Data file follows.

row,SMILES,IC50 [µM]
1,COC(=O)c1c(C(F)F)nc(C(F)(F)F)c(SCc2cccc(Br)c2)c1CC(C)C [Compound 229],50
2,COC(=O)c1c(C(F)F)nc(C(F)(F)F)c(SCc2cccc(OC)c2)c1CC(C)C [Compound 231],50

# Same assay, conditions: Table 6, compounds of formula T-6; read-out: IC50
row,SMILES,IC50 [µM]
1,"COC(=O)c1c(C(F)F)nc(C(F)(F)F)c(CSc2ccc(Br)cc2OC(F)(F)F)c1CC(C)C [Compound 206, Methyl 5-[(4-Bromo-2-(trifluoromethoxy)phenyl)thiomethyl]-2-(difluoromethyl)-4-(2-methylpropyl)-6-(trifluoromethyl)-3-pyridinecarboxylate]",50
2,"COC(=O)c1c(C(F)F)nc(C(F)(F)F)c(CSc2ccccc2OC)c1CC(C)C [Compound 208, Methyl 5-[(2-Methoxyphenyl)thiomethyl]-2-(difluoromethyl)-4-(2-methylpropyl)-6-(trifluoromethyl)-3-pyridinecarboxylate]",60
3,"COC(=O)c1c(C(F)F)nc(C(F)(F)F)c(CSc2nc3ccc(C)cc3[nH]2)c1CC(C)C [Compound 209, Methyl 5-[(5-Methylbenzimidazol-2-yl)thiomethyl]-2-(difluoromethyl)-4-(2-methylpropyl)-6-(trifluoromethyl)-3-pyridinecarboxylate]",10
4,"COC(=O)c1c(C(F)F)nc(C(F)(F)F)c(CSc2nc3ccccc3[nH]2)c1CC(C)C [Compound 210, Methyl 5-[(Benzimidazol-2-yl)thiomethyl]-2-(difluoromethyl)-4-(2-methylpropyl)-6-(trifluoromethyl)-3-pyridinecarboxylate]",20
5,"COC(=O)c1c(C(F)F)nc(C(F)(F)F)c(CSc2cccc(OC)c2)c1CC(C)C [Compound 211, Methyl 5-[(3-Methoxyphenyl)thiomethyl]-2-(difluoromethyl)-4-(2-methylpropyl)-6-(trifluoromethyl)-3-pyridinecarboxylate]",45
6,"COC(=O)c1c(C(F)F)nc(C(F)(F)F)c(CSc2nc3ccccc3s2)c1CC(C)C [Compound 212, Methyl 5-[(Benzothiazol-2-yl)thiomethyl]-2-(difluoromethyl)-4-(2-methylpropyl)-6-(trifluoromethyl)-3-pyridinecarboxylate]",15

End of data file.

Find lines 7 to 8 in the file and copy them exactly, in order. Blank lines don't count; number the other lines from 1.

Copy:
2,"COC(=O)c1c(C(F)F)nc(C(F)(F)F)c(CSc2ccccc2OC)c1CC(C)C [Compound 208, Methyl 5-[(2-Methoxyphenyl)thiomethyl]-2-(difluoromethyl)-4-(2-methylpropyl)-6-(trifluoromethyl)-3-pyridinecarboxylate]",60
3,"COC(=O)c1c(C(F)F)nc(C(F)(F)F)c(CSc2nc3ccc(C)cc3[nH]2)c1CC(C)C [Compound 209, Methyl 5-[(5-Methylbenzimidazol-2-yl)thiomethyl]-2-(difluoromethyl)-4-(2-methylpropyl)-6-(trifluoromethyl)-3-pyridinecarboxylate]",10